Could EU-Style ‘Ethno-Cultural Zones’ Reduce Tensions in the North Caucasus?

Publication: North Caucasus Weekly Volume: 14 Issue: 10

An increasing source of tension and conflict in the North Caucasus is the fear among many of the regional language communities that they face extinction through assimilation—a potentially explosive fear because of the rapidly changing ethnic composition of many republics as a result of the out-migration of ethnic Russians and the policies of the ethnocratic elites of titular nationalities.

A scholar with deep roots in the region has now called on the Russian Federation to adopt a variant of the “ethno-cultural zone” arrangement called for by the European Charter on Regional Languages or Languages of National Minorities and the European Union’s Framework Convention on the Rights of National Minorities. Ramazan Alpaut, the deputy chairman of the Russian Congress of Peoples of the Caucasus and a specialist at Germany’s Institute for the Study of the Caucasus, Tataristics and Turcology, lays out his idea in an interview given to the portal (

After the collapse of multi-culturalism in Europe, Alpaut says, the EU has introduced in its place the concept of “Leitkultur,” a German word that means “the leading or dominant culture.” With some modifications, he suggests, it could be applied in the North Caucasus. For example, were such a program introduced in Kabardino-Balkaria, authorities there would create “municipal formations, in which, regardless of changes in ethnic composition, Balkar and Russian will jointly dominate the situation.”

“The domination of the Balkar language and culture in the regions of the traditional residence of this people would mean that the Balkar language in these places would completely or as much as its functional readiness would permit duplicate the use of Russian,” the scholar-activist suggests.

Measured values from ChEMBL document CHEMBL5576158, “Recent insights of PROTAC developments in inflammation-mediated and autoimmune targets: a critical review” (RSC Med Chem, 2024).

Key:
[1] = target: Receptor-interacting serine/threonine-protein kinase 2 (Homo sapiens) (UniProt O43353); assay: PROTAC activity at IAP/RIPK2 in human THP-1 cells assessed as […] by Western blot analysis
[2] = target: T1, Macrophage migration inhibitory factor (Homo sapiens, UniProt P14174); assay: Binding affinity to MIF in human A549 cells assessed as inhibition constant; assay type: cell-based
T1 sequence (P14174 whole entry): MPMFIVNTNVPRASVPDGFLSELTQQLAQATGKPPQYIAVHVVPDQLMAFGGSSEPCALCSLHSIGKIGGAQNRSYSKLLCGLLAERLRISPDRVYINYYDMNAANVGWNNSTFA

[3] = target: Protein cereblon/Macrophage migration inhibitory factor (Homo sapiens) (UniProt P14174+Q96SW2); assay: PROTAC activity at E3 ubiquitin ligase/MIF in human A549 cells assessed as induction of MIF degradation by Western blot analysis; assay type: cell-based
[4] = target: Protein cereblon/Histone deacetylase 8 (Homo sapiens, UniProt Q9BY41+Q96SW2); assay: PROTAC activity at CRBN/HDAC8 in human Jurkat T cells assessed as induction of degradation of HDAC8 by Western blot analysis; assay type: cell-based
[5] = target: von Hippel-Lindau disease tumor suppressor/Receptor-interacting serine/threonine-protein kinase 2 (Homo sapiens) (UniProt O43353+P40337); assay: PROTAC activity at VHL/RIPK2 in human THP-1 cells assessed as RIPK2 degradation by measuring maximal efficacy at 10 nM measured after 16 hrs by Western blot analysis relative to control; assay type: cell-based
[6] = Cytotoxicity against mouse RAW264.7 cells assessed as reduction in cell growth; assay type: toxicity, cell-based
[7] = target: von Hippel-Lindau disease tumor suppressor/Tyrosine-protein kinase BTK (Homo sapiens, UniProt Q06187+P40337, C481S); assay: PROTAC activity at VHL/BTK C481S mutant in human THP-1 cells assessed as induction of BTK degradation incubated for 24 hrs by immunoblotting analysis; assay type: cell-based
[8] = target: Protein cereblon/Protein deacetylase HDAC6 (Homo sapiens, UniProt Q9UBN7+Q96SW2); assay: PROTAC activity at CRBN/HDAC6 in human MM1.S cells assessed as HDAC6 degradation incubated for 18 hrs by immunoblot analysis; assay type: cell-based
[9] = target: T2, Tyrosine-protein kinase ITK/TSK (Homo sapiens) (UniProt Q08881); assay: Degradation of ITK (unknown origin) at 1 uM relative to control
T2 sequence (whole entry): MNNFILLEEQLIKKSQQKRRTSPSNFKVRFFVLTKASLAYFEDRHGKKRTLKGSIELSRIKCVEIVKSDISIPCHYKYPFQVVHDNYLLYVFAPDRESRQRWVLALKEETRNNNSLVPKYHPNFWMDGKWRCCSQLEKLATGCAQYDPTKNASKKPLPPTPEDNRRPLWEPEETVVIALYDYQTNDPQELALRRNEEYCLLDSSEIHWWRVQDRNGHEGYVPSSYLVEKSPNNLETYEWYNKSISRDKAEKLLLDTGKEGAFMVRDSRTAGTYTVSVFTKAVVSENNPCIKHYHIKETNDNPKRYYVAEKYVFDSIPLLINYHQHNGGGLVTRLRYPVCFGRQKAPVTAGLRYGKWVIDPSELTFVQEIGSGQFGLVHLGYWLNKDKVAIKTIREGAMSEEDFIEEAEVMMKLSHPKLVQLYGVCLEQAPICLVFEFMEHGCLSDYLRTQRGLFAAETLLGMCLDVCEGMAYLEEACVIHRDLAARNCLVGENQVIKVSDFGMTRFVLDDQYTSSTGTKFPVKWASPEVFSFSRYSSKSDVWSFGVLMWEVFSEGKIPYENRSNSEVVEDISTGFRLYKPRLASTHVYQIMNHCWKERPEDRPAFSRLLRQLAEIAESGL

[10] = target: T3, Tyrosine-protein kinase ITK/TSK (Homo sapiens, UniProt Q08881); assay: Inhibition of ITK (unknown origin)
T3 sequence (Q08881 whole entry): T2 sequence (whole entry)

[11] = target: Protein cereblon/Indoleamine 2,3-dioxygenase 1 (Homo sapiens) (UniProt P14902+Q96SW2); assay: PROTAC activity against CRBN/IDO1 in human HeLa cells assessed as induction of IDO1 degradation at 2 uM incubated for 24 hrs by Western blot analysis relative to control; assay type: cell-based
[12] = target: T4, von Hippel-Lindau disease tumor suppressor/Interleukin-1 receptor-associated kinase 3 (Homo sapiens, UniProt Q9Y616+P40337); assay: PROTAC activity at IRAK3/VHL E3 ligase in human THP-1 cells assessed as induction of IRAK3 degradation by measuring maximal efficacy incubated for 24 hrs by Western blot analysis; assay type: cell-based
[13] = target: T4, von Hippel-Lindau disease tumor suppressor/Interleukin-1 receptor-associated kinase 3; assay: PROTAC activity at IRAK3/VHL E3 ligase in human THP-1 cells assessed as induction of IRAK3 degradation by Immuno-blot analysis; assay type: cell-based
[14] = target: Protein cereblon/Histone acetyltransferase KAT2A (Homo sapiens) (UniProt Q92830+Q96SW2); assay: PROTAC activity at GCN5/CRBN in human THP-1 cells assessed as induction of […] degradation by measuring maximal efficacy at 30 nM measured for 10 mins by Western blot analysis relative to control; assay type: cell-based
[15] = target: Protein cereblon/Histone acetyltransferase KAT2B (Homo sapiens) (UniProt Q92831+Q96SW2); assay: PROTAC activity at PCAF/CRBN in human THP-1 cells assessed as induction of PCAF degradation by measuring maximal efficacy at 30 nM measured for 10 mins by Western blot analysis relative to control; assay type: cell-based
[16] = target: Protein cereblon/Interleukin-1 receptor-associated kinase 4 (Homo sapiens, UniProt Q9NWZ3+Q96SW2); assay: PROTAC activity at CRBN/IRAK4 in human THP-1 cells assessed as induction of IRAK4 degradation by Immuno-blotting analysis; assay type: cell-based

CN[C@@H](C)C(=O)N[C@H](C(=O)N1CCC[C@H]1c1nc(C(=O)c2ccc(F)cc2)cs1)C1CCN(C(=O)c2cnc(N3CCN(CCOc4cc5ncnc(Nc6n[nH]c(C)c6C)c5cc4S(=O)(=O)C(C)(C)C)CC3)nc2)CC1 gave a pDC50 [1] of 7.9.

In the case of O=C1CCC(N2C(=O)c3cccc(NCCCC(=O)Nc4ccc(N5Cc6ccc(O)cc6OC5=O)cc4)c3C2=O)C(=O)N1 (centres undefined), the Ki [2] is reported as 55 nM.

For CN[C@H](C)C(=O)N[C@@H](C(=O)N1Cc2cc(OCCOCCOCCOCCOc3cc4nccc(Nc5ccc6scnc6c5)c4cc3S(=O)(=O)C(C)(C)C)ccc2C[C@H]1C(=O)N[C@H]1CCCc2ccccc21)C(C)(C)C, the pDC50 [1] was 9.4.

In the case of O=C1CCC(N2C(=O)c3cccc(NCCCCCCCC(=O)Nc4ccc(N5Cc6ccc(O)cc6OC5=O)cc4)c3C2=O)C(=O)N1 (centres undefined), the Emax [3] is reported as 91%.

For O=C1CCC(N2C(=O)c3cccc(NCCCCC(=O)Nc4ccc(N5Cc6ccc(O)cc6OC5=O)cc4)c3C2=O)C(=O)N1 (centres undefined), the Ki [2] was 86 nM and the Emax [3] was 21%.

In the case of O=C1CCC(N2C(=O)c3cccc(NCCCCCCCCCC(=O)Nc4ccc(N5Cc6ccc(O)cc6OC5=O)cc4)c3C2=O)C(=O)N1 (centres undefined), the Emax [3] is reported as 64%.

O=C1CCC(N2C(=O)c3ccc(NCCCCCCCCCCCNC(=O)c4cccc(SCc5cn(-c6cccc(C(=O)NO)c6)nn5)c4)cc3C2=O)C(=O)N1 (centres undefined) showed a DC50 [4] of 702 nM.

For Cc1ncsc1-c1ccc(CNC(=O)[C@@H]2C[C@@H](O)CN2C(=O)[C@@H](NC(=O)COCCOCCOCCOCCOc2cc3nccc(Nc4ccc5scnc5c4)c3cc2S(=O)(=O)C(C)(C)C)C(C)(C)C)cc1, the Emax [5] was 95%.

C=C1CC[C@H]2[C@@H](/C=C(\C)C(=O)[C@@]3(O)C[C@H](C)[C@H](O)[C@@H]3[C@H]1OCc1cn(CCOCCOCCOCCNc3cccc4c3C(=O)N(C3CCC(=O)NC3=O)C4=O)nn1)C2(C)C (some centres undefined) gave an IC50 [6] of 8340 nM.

Such an arrangement would solve many problems, Alpaut argues. First, it would change the meaning of the study of a language from being about ethnic assertiveness to being a tool for actual work. Second, it could create “a zone of genuine bilingualism” in the North Caucasus, something many people talk about but have done little to promote. And third—and quite possibly the most important—the introduction of such a system would reduce inter-ethnic tensions because “the Balkars would know that however much the ethnic composition of the ‘Balkar zone’ changed, the Balkar language and culture would remain dominant.”

Moreover, he continues, such an arrangement would allow people “who live in an ‘alien’ ethno-cultural [zone] to satisfy their minimal ethno-cultural requirements” but ensure that they would have to master the language of the zone if they wanted to hold public office there. Thus, “if an Avar wanted to become the head of some municipal formation in the ‘Kumyk zone,’ he would have to know the Kumyk language and culture,” and both he and the residents of that zone would be aware of that in advance.

This system has worked relatively well in Wales, but as his interviewer, Badma Byurchiyev, points out, it failed spectacularly in the Kalmyk Republic in the Russian Federation. Officials there were not prepared or were under insufficient pressure to move beyond language requirements in signage to real bilingualism in the work of government offices. Indeed, in the case of Kalmykia, pressure from those who knew Russian but not Kalmyk continued to determine who was hired, appointed and promoted.

It does not have to be that way, Alpautov said. “If Russian were not needed for normal development and a successful career in Russia, if the state did not really force [non-Russians] to study it, do you think many people would begin to master this extraordinarily complicated language?” he asks. Under Soviet times, people studied various foreign languages but did not become fluent in them; non-Russians learned Russian, however, “simply because the state needed all its citizens to know Russian” but it did not “need” them to know English, German, French or any other language. If the state “needs” or at least “really wants” bilingualism, it will achieve it.

One of the great advantages of the introduction of “linguistic zones,” Alpautov says, is that they do not have anything to do with “the issue of the decentralization of the state or even the redrawing of administrative-territorial divisions” of the Russian Federation.” And they would complement rather than undermine economic projects in the North Caucasus. Indeed, since these zones would eliminate “the fears of peoples that they might be about to lose their ethno-cultural identity” such reforms would be easier to carry out.

Alpautov is almost certainly correct that such an arrangement, if introduced, would help in the bi- or multi-ethnic republics of the North Caucasus like Kabardino-Balkaria and Dagestan, but he does not address the two greatest obstacles to its realization: the opposition of Russians, both local and in Moscow, as well as the desires of newly dominant ethnic groups in particular cities and districts to get their way.